A company’s compensation plan is usually the cornerstone of its plan to motivate the salespeople to perform. If the plan is too generous, it fosters a culture of complacency. If the plan is too challenging, it can lead to costly turnover. Make sure that your sales compensation plan rewards the right behavior. Money drives behavior for salespeople. Regardless of what the plan is, good salespeople will figure out how maximize the money they can earn under the plan. As Greg Coleman, the President and Chief Revenue Officer at The Huffington Post has said, you need to create a plan that when salespeople “beat the heck out of it, the company is making a ton of money.”
Compensation plans are always evolving, especially with more and more salespeople no longer being primarily motivated by money. This has led to companies to find alternative methods for motivating and compensating their salespeople.
There was a time when most salespeople were paid solely on commission. However for the past two decades the pendulum has been moving away from commission toward higher base salaries and less variable compensation. Our experience has been that top performers prefer a compensation plan that is more heavily weighted towards commission where there is no cap on potential earnings. Your weaker performers want the security of a high base salary and a small bonus. When seeking guidance on what the going rate is for specific types of sales positions, and the balance between base salary and variable compensation the website called Salary.com is a good place to start.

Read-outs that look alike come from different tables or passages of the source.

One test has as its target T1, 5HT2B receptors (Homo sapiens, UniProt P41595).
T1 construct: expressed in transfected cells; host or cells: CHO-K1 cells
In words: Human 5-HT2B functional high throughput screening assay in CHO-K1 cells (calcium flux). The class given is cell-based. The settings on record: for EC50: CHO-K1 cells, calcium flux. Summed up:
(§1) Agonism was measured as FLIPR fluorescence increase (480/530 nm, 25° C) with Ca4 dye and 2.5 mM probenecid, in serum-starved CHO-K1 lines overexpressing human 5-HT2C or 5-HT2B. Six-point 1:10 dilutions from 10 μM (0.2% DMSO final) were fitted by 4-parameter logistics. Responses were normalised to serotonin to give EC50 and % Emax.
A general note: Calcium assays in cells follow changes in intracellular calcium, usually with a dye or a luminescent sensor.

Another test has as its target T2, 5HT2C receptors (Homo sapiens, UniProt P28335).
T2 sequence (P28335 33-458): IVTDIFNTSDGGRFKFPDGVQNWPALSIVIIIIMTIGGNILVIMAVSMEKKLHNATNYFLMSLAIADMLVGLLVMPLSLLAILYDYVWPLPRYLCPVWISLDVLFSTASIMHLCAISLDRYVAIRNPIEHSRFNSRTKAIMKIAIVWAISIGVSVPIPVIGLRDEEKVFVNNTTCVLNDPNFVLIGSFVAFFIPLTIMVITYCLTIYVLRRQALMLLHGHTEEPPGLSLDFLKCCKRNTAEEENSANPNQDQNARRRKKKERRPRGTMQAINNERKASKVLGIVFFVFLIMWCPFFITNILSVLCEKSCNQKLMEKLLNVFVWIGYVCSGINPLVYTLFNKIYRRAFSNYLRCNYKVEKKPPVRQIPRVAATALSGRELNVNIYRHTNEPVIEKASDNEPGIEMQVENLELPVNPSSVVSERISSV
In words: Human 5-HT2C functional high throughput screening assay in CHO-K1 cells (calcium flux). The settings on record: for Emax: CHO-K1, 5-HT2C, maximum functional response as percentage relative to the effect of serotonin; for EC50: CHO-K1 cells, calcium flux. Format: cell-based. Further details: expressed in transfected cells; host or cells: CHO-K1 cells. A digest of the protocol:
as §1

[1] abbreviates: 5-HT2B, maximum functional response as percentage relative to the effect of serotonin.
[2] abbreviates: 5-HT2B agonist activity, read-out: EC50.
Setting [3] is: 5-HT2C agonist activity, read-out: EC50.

Sales compensation is complicated and we recommend that you talk to colleagues inside your industry or consult an expert when devising your plan from scratch. Nevertheless, there are some fundamental rules to abide by:
- Make it Simple – Make it simple enough so that the salesperson can calculate the commission or bonus they will earn on every sale and be able to track their monthly earnings in a spreadsheet.
- Calculate the Variable Component on Gross Profit – The best way to ensure that salespeople do not discount is to pay their commission as a percentage of gross profit instead of as a percentage of gross revenue. This ensures that when they discount the price they are hurting themselves just as much as it hurts the company. When paying a commission on gross revenue the pain felt from offering a discount is felt more by the company than by the rep themselves. For example, let’s suppose the rep earns 1% on gross revenue. They would earn $250 on a $25,000 deal. If they discount the deal 20% to close it, the company loses $5,000 in profit but the rep only loses $50. Conversely, let’s suppose we assume a gross profit margin of 25% and you pay the rep 4% of gross profit. Gross profit on a $25,000 deal would be $6,250 and their commission would be $250. If they cut the price by $5,000 the gross profit is now only $1,250 and their commission on the deal would only be $50 instead of the $200 when calculated against gross revenue.
- Avoid Changing It. Salespeople always assume that a change in the compensation plan will be detrimental to them and this will have a negative impact on their motivation.